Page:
https://insideDIO.blog.gov.uk/2017/03/21/lightning-progress-at-raf-marham/

Lightning Progress at RAF Marham

Hi, I’m Lieutenant Colonel Ian Jenkins and DIO’s on-site project manager at RAF Marham overseeing the DIO portion of the infrastructure uplift required to support the F-35B aircraft arrival at the Station in 2018.

An infographic showing the work DIO will complete at RAF Marham. [Crown Copyright/MOD2016]
An infographic showing the work DIO will complete at RAF Marham. [Crown Copyright/MOD2016]
Having spent 18 years in the Royal Engineers and  having worked on a variety of projects including force protection engineering and small compound utility provision from Northern Ireland to Afghanistan (via Iraq and a couple of other places), and with operational and planning roles thrown in, this is actually my first posting working with the Defence Infrastructure Organisation (DIO).

My daily duties vary from numerous meetings on this mammoth programme to getting out and about on site to visit the various contractors that are helping to deliver it. Engagement with all stakeholders both internal and external is critical in my role to ensure success.

The undertaking of this project is vast, and numerous works have already been completed on behalf of DIO. This includes the careful demolition of old buildings, some of which date back to WWII and have walls as thick as 1.4m in depth. This work was the focus of a blog by my predecessor Lieutenant Colonel Grant Kerr last July. These old buildings have made way for the likes for a new Squadron Headquarters, aircraft shelters and technical training facilities.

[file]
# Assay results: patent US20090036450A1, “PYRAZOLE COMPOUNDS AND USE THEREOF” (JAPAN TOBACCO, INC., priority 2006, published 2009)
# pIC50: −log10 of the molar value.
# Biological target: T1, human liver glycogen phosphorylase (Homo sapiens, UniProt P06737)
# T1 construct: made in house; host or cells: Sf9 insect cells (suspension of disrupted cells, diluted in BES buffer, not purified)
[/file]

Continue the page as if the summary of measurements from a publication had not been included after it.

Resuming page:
Demolition of the structures has been by both conventional means and the chemical demolition technique. [Crown Copyright/MOD2016]
Work is progressing nicely but has not been without a few unplanned discoveries. Just recently, as part of the digging of the 9km Multi Service Trench which will support the internal power supply for the F-35s, a contractor found 217 previously unmarked pipes and cables over a 200m stretch of  ground. Some of these were live electrical cables made of lead and paper dating back to the 1930s.  No doubt, a site as old as Marham will throw up some more surprise findings throughout the project and these will be carefully managed by me, my team, and the contractors on the ground.

The task in hand in delivering this infrastructure programme is only just heading to the halfway point for us and, while certain enabling work packages have already been completed such as demolitions and a new access gate for contractors due to be opened very soon, there are still very significant major works to be completed including; finishing the utilities upgrades to the station, the installation of vertical landing pads, servicing platforms, construction of new training and operating facilities, refurbishment of the old Hardened Aircraft Shelters and the single biggest Air Operating Surface re-build in the UK in living memory – we’ll be rebuilding two runways on an operational airbase.

The UK F-35B Lightning II set to operate from RAF Marham and the Queen Elizabeth Class Aircraft Carriers.[Crown copyright/MOD 2016]
However, all personnel involved, both military and civilian are all working towards the same goal; the MOD’s long-term commitment to the Station, local community and military capability. The F-35 is one of the most advanced multirole combat aircraft in the world and whether they are operating from land or from one of our two new £3 billion aircraft carriers, they represent a step-change in military capability and we are all excited to be part of a project that will benefit the UK Armed Forces for the next generation.

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